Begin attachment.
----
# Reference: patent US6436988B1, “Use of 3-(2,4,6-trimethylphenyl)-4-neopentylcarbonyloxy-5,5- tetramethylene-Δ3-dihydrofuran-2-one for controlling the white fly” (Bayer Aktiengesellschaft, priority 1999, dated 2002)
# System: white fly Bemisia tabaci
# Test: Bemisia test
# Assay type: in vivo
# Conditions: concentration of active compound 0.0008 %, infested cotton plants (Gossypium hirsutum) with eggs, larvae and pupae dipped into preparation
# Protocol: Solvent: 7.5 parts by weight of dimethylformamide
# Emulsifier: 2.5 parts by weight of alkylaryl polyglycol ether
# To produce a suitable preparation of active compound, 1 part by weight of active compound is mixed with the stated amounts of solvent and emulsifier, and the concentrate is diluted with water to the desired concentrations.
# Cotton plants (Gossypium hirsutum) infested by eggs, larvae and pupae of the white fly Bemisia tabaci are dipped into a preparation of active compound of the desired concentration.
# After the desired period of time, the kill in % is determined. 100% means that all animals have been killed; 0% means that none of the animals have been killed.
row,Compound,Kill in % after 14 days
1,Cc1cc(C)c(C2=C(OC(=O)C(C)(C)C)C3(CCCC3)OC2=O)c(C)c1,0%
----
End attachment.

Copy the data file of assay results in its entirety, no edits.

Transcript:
# Reference: patent US6436988B1, “Use of 3-(2,4,6-trimethylphenyl)-4-neopentylcarbonyloxy-5,5- tetramethylene-Δ3-dihydrofuran-2-one for controlling the white fly” (Bayer Aktiengesellschaft, priority 1999, dated 2002)
# System: white fly Bemisia tabaci
# Test: Bemisia test
# Assay type: in vivo
# Conditions: concentration of active compound 0.0008 %, infested cotton plants (Gossypium hirsutum) with eggs, larvae and pupae dipped into preparation
# Protocol: Solvent: 7.5 parts by weight of dimethylformamide
# Emulsifier: 2.5 parts by weight of alkylaryl polyglycol ether
# To produce a suitable preparation of active compound, 1 part by weight of active compound is mixed with the stated amounts of solvent and emulsifier, and the concentrate is diluted with water to the desired concentrations.
# Cotton plants (Gossypium hirsutum) infested by eggs, larvae and pupae of the white fly Bemisia tabaci are dipped into a preparation of active compound of the desired concentration.
# After the desired period of time, the kill in % is determined. 100% means that all animals have been killed; 0% means that none of the animals have been killed.
row,Compound,Kill in % after 14 days
1,Cc1cc(C)c(C2=C(OC(=O)C(C)(C)C)C3(CCCC3)OC2=O)c(C)c1,0%